Mara Cecova is a diva and the star of a whole new way of performing Verdi’s Macbeth. But when she’s hit by a car as she argues with the director in the middle of the street, her role goes to her understudy, Betty. Ironically, in his book Profondo Argento, director Dario Argento claimed that the person playing the role of Betty, Cristina Marsillach, was the most difficult actress he would ever work with.
Despite her initial worries, Betty becomes an instant success on her opening night. At the same time, a black-gloved killer sneaks into one of the boxes to watch before murdering a stagehand with a coathanger. Grab your barf bags and motion sickness pills, everyone, Argento is behind the camera!
Of all the powerful shocks in Opera, perhaps the one that means the most to the viewer is that we share Betty’s torture — she’s repeatedly gagged, tied up and forced to watch the killer at work again and again as he tapes needles under her eyes. If she blinks too long or shuts her eyes, they’ll be shredded. It’s like Fulci’s wettest dream ever. In the same way, we are nearly complicit with the crimes we are forced to watch, particularly because they get more and more artfully composed.
Throw in the fact that Betty believes that the hooded killer is the same person who murdered her mother, she follows the giallo path for a protagonist and confides in someone else rather than the police. Her reason? The killer may know who she is.
Inspector Alan Santini (Urbano Barberini, Demons) is on the case, because there are so many clues, like the fact that the producer’s pet ravens were found dead after the show. As for Betty, she runs from the police and calls her agent Mira (Daria Nicolodi, Argento’s former wife and the writer of Suspiria and star of Shock) for advice.
Betty’s costume gets cut to ribbons, so she asks the wardrobe girl for help. While she works on the dress, they find a gold bracelet that they can almost read. But here comes the killer and his needles again, forcing her to watch him kill one more time. The wardrobe girl accidentally swallows the bracelet, so of course, we watch as the murderer slices her throat open to get it back.
Betty runs back to her apartment where Santini is waiting. He promises to send a detective named Soavi to watch over her (yep, The Church director Michele Soavi), but she doesn’t trust the man and leaves her apartment. That’s when her agent answers the next knock on the door by looking through the peephole. What follows is the most grand kill in the entire film — which is saying something — as we follow the bullet POV-style out of the gun and directly through her eyeball. Again, Fulci is somewhere wringing his hands.
Nicolodi had just ended a long relationship with Argento and did not want to be in this film. However, the shocking and complicated murder of her character changed her mind, even if she had to deal with an explosive device being put on the back of her head to achieve the final shot.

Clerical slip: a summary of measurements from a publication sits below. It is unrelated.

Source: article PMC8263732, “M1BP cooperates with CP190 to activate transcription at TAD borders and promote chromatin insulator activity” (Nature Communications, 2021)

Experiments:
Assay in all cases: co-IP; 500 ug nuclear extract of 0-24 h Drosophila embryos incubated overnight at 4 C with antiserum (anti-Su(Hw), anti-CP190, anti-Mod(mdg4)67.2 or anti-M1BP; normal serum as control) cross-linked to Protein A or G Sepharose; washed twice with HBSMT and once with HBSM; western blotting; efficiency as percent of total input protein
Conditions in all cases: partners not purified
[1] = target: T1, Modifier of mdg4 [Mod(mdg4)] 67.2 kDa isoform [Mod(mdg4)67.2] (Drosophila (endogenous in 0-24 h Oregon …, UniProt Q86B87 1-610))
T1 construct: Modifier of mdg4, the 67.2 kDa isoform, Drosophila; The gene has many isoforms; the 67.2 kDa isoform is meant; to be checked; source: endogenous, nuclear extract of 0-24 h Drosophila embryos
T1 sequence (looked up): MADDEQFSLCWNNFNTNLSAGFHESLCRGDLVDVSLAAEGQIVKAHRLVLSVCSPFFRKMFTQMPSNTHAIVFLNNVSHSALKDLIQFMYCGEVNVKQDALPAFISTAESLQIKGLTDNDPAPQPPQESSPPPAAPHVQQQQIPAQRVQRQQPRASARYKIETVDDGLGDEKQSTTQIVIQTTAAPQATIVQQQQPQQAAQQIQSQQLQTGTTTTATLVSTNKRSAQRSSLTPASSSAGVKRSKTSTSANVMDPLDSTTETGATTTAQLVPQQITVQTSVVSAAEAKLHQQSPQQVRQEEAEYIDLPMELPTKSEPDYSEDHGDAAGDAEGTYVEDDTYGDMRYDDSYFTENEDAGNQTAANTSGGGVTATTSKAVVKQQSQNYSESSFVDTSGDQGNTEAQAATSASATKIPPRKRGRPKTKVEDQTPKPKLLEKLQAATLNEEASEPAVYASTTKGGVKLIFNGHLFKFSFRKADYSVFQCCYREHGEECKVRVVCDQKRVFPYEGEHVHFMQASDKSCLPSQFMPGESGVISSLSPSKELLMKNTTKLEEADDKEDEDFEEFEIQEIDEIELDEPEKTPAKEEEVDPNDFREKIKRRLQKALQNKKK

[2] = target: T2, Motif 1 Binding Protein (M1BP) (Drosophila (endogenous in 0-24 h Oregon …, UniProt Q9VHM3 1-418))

Betty escapes the killer again and runs to the opera house, convinced there is a connection between the murderer and her long dead and totally abusive mother. The next night, as she performs, the producer unleashes what is left of his ravens in the hopes that they’ll find the killer. Oh, they do alright — tearing his eyeball out of his head — FULCI ARE YOU THERE, IT’S ME DARIO — and rewarding you, the viewer, with POV shots that threaten you with vertigo. I’m getting dizzy even typing this.
I don’t want to give away the killer or even the second ending where the killer isn’t really dead. I just want to talk about the sheer Argento-ness of the final scene, where Betty wanders in a field and releases a lizard, giving him his freedom. Argento claims that this ending was inspired by Thomas Harris’s Red Dragon. Of interest, the director does NOT like the Michael Mann movie Manhunter. Me? Well, I love that movie. But I’d love to see Argento’s take. There’s was also a thought to another ending where Betty would fall in love with the killer.
Your enjoyment of this film really comes down to how much you like shocking amounts of bloodshed and Argento’s arty side. He based the film on his own failed staging of Macbeth, basing the role of the nervous producer on himself. And the idea of pins under the eyes? It comes from a joke about how Argento hated when people looked away during the death scenes in his films.
Believe it or not, Orion Pictures planned on releasing an R-rated version of this in the US called Terror at the Opera with eleven minutes of mayhem removed, as well as the Swiss Alps epilogue. Argento refused and Orion was losing money at a fast clip, so the movie only saw a limited video release.
Opera is something else — filled with style and brutality. I loved it, but remember my warning as to how much you can handle. You can check it out on for free with an Amazon Prime membership.